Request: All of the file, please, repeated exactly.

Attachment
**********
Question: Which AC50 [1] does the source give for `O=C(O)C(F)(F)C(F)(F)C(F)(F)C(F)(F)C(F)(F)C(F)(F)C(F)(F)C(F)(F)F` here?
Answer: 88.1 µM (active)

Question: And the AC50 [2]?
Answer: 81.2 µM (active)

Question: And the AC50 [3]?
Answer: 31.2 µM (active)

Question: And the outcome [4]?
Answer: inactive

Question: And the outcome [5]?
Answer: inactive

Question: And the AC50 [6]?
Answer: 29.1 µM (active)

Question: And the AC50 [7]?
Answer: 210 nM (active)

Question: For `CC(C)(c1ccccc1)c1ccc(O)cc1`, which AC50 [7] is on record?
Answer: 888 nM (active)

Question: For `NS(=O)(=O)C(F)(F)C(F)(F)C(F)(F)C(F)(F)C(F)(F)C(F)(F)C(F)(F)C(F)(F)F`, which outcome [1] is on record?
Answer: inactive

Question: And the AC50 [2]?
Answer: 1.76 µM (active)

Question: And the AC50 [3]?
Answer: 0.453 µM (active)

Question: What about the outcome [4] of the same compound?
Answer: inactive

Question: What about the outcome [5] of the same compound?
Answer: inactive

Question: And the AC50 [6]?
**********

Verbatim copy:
Question: Which AC50 [1] does the source give for `O=C(O)C(F)(F)C(F)(F)C(F)(F)C(F)(F)C(F)(F)C(F)(F)C(F)(F)C(F)(F)F` here?
Answer: 88.1 µM (active)

Question: And the AC50 [2]?
Answer: 81.2 µM (active)

Question: And the AC50 [3]?
Answer: 31.2 µM (active)

Question: And the outcome [4]?
Answer: inactive

Question: And the outcome [5]?
Answer: inactive

Question: And the AC50 [6]?
Answer: 29.1 µM (active)

Question: And the AC50 [7]?
Answer: 210 nM (active)

Question: For `CC(C)(c1ccccc1)c1ccc(O)cc1`, which AC50 [7] is on record?
Answer: 888 nM (active)

Question: For `NS(=O)(=O)C(F)(F)C(F)(F)C(F)(F)C(F)(F)C(F)(F)C(F)(F)C(F)(F)C(F)(F)F`, which outcome [1] is on record?
Answer: inactive

Question: And the AC50 [2]?
Answer: 1.76 µM (active)

Question: And the AC50 [3]?
Answer: 0.453 µM (active)

Question: What about the outcome [4] of the same compound?
Answer: inactive

Question: What about the outcome [5] of the same compound?
Answer: inactive

Question: And the AC50 [6]?